Precisely four weeks before on Valentine’s Day, right after they announced their engagement to her family, Minty led Daniel into the parlor and told him about her intention of starting an “investigation into all things Daniel Price.”
That night, after saying, “And there’s no time like the present to start,” Minty removed his tie and unbuttoned his collar and his shirt down a button while he stood there like a lamb, even when, on tiptoes she kissed him on his neck where it curved down into his left shoulder.
Instantly she discovered that the manly Mr. Price was as ticklish as a little boy in that particular spot. He sounded just as silly as a kid when he giggled, too. And so there was nothing for it but for her to yank his shirttails out, reach under his shirt, and tickle his ribs, thus reducing him to helpless laughter on the floor.
Of course Minty’s discovery required that Daniel be permitted to look for the ticklish places upon her person as well. It was only by the firmest discipline and the thickness of her corset that she remained unmoved by those attempts.
In the days since Valentine’s Day, what Daniel came to call their improper courtship and their mutual investigation into each other’s physical persons had progressed from tickling to kissing to general, all-purpose canoodling, and finally to examining each other’s scars.
Minty started that phase of the investigation by showing Daniel the curved scar on her left index finger she received when she first tried to skin a potato with a paring knife.
And then Daniel rolled up his right sleeve so Minty could see the scar on his bicep he got tangling with the barbed wire on a fence in his flight away from a neighbor’s pumpkin patch one fall night long before.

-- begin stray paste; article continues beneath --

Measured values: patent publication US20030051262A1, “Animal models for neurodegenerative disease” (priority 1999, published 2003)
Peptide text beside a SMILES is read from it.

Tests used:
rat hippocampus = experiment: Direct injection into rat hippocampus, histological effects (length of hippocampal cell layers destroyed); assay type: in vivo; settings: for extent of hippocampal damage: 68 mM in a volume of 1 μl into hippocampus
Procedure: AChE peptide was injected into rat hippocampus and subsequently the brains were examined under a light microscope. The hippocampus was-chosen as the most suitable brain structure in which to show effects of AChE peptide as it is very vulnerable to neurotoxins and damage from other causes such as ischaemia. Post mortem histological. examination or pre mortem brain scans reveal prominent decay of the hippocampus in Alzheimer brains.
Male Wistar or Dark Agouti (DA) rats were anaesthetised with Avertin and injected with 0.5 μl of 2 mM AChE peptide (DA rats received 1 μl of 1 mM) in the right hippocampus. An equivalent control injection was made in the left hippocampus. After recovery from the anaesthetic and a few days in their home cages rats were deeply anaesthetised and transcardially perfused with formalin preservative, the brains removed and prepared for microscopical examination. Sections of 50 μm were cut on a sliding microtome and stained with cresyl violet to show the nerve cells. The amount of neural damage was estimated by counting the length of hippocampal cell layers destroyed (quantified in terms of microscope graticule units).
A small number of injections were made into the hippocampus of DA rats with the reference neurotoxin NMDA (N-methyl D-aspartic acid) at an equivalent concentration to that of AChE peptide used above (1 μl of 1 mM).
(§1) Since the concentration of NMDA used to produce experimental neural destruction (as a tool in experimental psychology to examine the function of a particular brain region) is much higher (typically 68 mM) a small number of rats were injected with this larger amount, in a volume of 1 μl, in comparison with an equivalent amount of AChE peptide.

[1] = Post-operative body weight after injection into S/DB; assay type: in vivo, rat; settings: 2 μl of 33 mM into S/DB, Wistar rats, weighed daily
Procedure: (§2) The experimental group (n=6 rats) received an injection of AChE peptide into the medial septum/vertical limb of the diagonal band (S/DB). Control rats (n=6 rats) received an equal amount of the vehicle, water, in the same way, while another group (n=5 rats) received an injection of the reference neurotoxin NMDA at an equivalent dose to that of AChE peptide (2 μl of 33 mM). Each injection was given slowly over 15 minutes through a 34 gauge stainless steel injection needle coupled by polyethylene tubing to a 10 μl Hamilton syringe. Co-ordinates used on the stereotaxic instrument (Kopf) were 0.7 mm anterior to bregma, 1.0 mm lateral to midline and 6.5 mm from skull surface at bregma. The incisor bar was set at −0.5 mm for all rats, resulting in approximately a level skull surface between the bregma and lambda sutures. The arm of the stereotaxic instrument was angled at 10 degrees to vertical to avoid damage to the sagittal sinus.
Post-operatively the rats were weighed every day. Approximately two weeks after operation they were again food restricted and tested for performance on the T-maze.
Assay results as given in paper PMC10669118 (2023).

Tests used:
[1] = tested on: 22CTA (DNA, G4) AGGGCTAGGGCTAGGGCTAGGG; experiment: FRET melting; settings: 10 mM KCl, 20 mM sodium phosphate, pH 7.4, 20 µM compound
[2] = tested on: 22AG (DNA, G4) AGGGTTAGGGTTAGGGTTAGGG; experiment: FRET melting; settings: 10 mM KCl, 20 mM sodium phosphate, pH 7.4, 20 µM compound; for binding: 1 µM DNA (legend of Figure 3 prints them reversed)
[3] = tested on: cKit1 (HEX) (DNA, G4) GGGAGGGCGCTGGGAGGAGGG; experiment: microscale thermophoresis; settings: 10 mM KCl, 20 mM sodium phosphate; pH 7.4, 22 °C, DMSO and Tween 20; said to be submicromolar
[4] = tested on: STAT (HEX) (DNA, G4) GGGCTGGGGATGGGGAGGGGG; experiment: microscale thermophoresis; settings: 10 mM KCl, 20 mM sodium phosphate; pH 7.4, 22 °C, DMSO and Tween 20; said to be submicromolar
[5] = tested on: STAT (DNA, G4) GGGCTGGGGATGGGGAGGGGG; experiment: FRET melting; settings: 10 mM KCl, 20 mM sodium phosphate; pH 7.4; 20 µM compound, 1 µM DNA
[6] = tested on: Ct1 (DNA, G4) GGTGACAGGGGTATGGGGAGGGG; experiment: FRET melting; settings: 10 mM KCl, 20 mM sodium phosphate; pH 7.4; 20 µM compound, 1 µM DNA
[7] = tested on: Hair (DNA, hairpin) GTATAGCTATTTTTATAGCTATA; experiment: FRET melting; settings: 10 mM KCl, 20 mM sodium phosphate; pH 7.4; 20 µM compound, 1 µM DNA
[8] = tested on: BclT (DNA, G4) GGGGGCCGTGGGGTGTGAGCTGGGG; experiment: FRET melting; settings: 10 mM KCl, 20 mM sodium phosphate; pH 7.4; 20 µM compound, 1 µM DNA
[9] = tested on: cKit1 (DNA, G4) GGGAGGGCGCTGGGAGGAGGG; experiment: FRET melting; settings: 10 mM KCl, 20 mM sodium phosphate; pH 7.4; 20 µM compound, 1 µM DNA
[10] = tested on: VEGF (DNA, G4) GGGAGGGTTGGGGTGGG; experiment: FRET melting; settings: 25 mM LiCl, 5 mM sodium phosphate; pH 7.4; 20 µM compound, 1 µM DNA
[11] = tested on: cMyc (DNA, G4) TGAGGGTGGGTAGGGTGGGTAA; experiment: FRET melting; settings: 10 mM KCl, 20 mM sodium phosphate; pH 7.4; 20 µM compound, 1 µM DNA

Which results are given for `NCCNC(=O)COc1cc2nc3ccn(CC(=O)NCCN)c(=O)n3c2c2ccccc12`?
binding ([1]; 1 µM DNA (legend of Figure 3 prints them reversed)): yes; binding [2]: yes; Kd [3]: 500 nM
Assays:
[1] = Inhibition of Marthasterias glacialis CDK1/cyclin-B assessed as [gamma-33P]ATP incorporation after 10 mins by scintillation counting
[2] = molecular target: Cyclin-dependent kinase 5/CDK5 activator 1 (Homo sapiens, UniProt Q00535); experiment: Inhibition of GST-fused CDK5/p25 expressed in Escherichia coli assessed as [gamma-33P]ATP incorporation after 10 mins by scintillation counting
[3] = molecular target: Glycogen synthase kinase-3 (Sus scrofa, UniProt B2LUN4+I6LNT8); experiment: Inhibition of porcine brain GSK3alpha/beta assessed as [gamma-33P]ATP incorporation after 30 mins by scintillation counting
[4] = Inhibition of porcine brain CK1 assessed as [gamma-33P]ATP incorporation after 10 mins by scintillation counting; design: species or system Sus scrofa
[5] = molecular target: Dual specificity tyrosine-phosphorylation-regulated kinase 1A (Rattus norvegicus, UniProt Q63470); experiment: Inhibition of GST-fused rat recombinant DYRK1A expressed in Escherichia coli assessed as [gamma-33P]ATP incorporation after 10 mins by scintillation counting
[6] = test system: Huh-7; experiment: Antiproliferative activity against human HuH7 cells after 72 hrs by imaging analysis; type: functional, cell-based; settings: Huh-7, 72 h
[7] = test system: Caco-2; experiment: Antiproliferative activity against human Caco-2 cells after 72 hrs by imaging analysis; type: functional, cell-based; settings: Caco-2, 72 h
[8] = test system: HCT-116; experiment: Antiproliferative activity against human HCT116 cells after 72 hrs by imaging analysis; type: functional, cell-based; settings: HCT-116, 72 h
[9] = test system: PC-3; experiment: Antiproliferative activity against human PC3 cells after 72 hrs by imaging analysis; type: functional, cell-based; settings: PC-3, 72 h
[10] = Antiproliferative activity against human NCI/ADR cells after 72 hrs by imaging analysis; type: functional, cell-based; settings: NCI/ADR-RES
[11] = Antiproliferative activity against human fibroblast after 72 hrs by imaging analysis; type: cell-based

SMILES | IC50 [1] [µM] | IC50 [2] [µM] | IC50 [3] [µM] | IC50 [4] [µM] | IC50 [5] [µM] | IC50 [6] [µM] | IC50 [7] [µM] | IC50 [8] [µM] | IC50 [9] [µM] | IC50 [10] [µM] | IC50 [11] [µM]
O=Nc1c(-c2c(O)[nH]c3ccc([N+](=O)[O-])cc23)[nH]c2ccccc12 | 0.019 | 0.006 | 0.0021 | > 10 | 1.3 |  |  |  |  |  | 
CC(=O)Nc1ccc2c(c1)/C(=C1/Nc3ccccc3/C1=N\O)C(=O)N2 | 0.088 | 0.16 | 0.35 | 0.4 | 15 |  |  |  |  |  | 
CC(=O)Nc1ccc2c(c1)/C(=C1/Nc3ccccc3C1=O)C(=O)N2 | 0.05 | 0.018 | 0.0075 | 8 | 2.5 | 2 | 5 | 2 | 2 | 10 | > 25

In the weeks following, she pulled up her skirt, rolled up her pantaloons, though only as far as her knees, and rolled down her left stocking so he could touch the deep pit on her shin she got when she fell on a rocky hillside back home at the ranch. She also let him examine the scar on the edge of her right hand that came from tripping on a paving stone, dropping a jelly jar she was carrying, and hitting a pointed shard of glass with her hand.
He in turn over the weeks guided her discovery of his scars . . .
Now, on the evening of March Fourteenth, when they returned to the Wilcox parlor from their fruitless search for Miss Shackleton’s will, they lit only the lamp on the table in the center of the room before they retreated to the sofa in the shadows. This served as a preventative measure so they could set themselves to rights in case someone burst into the parlor without knocking on the door and caught them in disarray.
That evening, Daniel sat so close to Minty in the corner of the sofa a gnat couldn’t squeeze between them. His left arm lay across her shoulder and his mustache tickled her cheek.
Minty had thought Daniel had no more injuries to investigate until she reached into his shirt he’d unbuttoned for her that night and felt yet another scar on his collarbone on the right side. “What’s this?” she said.
“It’s nothing, Minty. Please stop.”
She unfastened the next button, opened his shirt wide, and felt the long, furrowed scar. “That must have been a severe injury,” she said. “A little higher and the blade or whatever it was might have cut your throat. What happened? How did you get that scar? Why didn’t you tell me about it before?”